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NMSU alumnus recipient of 2009 Governor's Awards for Excellence in the Arts

New Mexico State University alumnus Edward Vega was one of eight New Mexico artists and arts supporters to receive the 2009 Governor's Awards for Excellence in the Arts, New Mexico's highest artistic honor.


Nominated by a long time friend, Vega was contacted by the award's committee and was asked to send his resume, pictures with examples of his work and letters of recommendation. While Vega says he has received numerous awards for his work, this one was the most important.

"This award is the icing on the cake of my art career," Vega said, "I am pleased and honored that people believe I deserve this award."

Vega, originally from Deming, has worked on art ranging from monumental sculptures to designing sets for major motion pictures. Vega earned a bachelor's in fine arts degree from NMSU in 1968 and later worked for the university teaching sculpture and printmaking in the early 1970s.

In 1985, while serving as the art department head at the now-defunct University of Albuquerque, production designers for the movie "Animal Behavior" needed a backdrop painted. When no one in the movie industry could take on the task of painting the backdrop, designers went to the University of Albuquerque theatre department and asked if they knew anyone who could help. The department referred them Vega, who took on the job and impressed designers with his debut work.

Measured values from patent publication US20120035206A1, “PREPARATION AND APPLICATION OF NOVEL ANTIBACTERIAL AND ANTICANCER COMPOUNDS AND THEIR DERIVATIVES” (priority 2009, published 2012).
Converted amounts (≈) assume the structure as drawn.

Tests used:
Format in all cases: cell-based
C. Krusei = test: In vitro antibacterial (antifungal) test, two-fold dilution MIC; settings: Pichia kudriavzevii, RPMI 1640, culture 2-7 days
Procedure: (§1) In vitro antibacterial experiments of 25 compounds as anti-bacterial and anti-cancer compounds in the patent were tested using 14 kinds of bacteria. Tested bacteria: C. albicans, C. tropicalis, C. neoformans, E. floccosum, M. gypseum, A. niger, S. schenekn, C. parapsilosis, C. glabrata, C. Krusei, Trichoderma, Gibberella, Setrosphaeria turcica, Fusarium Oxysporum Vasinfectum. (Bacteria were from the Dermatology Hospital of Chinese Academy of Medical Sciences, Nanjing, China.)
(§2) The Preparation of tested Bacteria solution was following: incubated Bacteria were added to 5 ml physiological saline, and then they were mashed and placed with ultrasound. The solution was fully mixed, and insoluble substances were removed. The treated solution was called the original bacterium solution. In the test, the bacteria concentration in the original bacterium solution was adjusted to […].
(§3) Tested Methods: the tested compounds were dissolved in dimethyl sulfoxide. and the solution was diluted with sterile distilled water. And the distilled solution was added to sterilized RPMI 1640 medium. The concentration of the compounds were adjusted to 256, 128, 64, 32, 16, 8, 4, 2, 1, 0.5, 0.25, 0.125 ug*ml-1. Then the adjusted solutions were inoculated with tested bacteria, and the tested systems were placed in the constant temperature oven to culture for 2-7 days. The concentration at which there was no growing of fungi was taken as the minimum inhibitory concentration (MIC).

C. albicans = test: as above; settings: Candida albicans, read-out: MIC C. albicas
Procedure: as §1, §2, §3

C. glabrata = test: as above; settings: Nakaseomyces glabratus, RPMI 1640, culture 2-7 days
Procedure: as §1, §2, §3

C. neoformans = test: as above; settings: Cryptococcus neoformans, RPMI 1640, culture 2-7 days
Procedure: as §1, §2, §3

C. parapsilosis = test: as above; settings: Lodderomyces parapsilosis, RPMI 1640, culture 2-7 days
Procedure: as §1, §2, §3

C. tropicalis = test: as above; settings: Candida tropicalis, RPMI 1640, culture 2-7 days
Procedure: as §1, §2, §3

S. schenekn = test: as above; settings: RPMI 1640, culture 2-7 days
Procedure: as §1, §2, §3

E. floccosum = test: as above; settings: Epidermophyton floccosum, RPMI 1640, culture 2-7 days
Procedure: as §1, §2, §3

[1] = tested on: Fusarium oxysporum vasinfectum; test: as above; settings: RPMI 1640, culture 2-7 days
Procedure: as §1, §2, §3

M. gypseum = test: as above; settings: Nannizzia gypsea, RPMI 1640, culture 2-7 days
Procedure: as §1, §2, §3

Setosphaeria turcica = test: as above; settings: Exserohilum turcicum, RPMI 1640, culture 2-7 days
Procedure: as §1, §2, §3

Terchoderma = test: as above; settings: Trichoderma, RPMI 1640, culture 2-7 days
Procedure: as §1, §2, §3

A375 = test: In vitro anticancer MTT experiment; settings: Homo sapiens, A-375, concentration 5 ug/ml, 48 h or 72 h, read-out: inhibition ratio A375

Just as the University of Albuquerque was closing in 1986, Vega was approached by the same production designer from "Animal Behavior" and asked if he was available to do scenic work in movies, offering him a job on a movie in Montana. Since the university was closing and Vega was available, he accepted the job offer working as a scenic artist on the movie "Amazing Grace and Chuck."

His work in the film industry continued, creating scenic backdrops and doing design work for movies like "Buffalo Girls" and "Spy Kids II." In 1996, while working on the movie "Selena," Vega was promoted to art director and filled that role for 11 additional films.

Vega's pieces have been shown in exhibitions and public art installations throughout the country, including the Albuquerque Museum of Art and History, and the New Mexico Museum of Art on the plaza in Santa Fe.

He was appointed by U.S. Secretary of Treasury Robert Rubin in 1998 to serve on the Dollar Coin Advisory Committee to establish the theme and look of the Sacagawea dollar.

Vega says the awards have gotten him back into his love for sculpture. Vega was asked to make a sculpture for the awards and has been asked by the Albuquerque Museum of Art to contribute a sculpture piece for an upcoming exhibition.

The 2009 award ceremonies were held on Sept. 25, at the St. Francis Auditorium, New Mexico Museum of Art in Santa Fe. The awards were established in 1974 by Gov. Bruce King and first lady Alice King to celebrate the enormous roles that artists, craftspeople and arts supporters play in the life of New Mexico.

Nominations for the awards are invited each year from arts groups and interested New Mexicans. They are reviewed by a committee of the New Mexico Arts Commission who sends its recommendations to the full commission and the governor.

Past recipients include Georgia O'Keefe, Laura Gilpin, Max Evans and Wilson Hurley.